In this, the 150th birth anniversary year of Swami Vivekananda, it is instructive to ponder over the common spirituality that existed between Swami Vivekananda and Veer Savarkar today (26 February 2013), the atmarpan divas of Savarkar.
"I will drink the ocean", says the persevering soul, "at my will mountains will crumble up". "Have that sort of energy, that sort of will, work hard and you will reach the goal." These inspiring words of the patriotic monk Swami Vivekananda who was goading Indians to show courage are true for all ages.
A legendary revolutionary who came under the spell of his emboldening words and brought many more under his own spell was Veer Savarkar. The driving power behind all the sacrifices which he made for national welfare was his innate spirituality - subtle but sublime. In the prime of his youth he suffered 14 years of imprisonment, more than 10 years of which were spent undergoing inhuman and torturous rigors of cellular jail in Andaman. Nonetheless he underplays his sufferings by describing them as "penances" carried out by him to discharge his debt towards the great forefathers of his dear Motherland!
Was sacrificed on Thy altar.
The youngest one- so dear, so young -
he too followed him into the flames; and now here am I, O Mother!
Bound to thy sacrificial pillar: What of these !
Had we been seven instead of only three
I would have sacrificed all in thy cause...
Even after his little son died due to small pox when he was away from his family because of his involvement in freedom struggle, at a time when his brothers were behind bars and the family property (including utensils) had been confiscated by the British Empire, Savarkar did not lose courage. We must not forget that Savarkar brothers had lost their parents in their adolescence and the ladies of the family were left homeless, penniless with practically none to care. Yet with supreme equanimity Savarkar wrote thus:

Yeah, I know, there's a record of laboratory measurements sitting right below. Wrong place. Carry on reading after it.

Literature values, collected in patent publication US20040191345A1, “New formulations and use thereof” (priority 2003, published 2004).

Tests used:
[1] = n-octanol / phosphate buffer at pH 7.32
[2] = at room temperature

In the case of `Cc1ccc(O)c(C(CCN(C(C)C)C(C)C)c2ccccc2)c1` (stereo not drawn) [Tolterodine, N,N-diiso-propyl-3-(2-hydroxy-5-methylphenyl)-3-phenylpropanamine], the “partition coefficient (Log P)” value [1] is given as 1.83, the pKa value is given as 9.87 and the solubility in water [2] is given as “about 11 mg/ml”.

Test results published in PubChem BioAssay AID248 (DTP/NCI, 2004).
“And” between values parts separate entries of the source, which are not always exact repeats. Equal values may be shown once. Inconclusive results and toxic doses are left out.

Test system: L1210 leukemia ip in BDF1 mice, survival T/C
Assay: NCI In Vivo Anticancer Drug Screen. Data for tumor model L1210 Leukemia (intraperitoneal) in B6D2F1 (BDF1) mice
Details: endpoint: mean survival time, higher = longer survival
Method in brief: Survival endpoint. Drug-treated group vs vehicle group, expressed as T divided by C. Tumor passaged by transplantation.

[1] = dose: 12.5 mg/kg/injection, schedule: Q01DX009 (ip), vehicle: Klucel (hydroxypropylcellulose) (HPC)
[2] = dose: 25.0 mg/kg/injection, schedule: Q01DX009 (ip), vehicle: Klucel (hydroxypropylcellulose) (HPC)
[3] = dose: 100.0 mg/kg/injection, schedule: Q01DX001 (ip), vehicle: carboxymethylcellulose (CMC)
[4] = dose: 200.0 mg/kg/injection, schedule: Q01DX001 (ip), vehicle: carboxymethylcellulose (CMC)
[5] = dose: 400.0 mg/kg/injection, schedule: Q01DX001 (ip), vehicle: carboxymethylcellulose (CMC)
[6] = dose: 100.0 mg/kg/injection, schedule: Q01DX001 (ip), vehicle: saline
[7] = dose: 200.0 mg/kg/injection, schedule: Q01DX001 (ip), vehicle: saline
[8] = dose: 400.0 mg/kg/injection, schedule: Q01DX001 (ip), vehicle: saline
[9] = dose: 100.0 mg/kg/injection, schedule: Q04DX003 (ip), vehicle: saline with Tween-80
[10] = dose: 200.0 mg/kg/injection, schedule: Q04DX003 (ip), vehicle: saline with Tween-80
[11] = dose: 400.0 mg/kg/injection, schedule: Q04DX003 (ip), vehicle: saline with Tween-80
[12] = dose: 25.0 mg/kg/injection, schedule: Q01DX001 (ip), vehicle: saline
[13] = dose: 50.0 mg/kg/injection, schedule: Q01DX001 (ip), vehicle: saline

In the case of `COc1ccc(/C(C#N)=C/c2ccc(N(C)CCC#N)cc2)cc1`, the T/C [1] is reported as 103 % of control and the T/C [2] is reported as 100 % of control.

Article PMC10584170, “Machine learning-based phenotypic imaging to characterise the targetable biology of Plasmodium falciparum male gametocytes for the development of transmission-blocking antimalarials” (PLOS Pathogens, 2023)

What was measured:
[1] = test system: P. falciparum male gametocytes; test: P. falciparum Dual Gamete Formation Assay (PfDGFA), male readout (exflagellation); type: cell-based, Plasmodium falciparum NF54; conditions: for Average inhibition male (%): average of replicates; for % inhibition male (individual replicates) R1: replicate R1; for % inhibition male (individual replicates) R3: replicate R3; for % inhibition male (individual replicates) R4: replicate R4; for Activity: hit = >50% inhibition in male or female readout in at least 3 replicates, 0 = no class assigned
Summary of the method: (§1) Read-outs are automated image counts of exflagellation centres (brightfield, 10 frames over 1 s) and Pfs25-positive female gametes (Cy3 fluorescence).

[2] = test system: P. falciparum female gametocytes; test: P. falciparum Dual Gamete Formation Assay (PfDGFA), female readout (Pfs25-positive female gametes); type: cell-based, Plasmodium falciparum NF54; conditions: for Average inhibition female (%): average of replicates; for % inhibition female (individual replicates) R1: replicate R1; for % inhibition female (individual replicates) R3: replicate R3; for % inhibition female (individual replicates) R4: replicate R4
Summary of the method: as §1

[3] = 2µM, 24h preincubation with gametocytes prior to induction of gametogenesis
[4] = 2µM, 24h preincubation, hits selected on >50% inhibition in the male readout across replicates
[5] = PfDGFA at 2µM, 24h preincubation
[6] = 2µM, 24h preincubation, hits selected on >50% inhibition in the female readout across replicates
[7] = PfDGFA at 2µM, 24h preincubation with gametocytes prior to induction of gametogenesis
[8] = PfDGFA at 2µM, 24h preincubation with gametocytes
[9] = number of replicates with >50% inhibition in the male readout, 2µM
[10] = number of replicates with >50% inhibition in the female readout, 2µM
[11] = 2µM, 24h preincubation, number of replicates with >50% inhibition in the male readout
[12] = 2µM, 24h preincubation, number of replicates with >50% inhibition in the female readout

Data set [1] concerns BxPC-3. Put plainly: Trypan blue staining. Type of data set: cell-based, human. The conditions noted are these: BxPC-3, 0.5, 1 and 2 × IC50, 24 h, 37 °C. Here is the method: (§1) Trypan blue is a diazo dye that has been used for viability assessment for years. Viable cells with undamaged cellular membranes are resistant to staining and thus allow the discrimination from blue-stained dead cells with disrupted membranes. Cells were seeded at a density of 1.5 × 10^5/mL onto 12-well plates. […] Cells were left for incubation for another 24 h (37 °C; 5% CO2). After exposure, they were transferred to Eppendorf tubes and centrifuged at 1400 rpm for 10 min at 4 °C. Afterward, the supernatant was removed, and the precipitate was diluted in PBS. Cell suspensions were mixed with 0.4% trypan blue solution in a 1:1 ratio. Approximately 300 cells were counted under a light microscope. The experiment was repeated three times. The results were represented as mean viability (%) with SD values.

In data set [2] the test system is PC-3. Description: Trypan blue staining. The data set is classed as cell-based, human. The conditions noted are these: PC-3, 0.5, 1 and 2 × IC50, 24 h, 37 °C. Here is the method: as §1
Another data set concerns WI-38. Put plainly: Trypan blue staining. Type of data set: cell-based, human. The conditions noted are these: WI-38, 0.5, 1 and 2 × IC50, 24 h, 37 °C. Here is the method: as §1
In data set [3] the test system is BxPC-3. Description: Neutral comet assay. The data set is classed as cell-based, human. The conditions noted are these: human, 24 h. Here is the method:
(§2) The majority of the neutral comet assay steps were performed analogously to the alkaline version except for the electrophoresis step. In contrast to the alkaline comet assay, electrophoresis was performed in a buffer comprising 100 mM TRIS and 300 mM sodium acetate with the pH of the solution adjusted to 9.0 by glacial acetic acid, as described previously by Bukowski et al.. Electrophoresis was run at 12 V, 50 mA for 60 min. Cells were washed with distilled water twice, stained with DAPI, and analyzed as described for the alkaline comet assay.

waiting vainly waiting for my return
Nor the peals of laughter of dear children,
nor the helplessness of a sister-in law
stranded and left to starve
could hold me back from the call of thy trumpet!
The sufferings endured by elder brother of Savarkar, Ganeshpant were no less. He too continued to suffer in the Andaman the same inhuman treatment for more than a decade and lost his wife while he was still in prison. The saga of Savarkar brothers is a saga of selfless and supreme sacrifice - a sacrifice without regrets and a sacrifice never flaunted.
Savarkar's spirituality which is the very basis of his outlook towards life is reflected in a letter written by him from Andaman to his younger brother in which observes thus: "The finest ideal for a young man is not to acquire but to sacrifice; not to forget that the garden that sheds all its flowers for the garland of Gods, is in blossom for ever."
What Savarkar observes reminds us of a similar exhortation by Vivekananda to the youth. "This is the time to decide your future- while you possess the energy of youth, not when you are worn out and jaded... for the freshest, the untouched and unsmelled flowers alone are to be laid at the feet of the Lord, and such he receives..."
Vivekananda's expectation from fellow Indians was - "... forget not that thy marriage, thy wealth, thy life are not for sense pleasure, are not for thy individual personal happiness; forget not that thou art born as a sacrifice to Mother's altar..." As spelt out by Vivekananda very clearly the God to be worshipped and Mother for whom sacrifice was to be made was no stone sculpted idol but "our great Mother India... the only god.." to use his very own words.
It is for this reason that service to Motherland was for Savarkar the highest form of worship as is evident when he writes - "Thy cause is Holy ! Thy cause I believed to be the cause of God! and in serving it I knew I served the Lord".
An humble homage to a great patriot who translated the thoughts of Vivekananda into action.
Join the year long 150th Birth Anniversary of Swami Vivekananda : sv150.org Vivekananda Kendra, Kanyakumari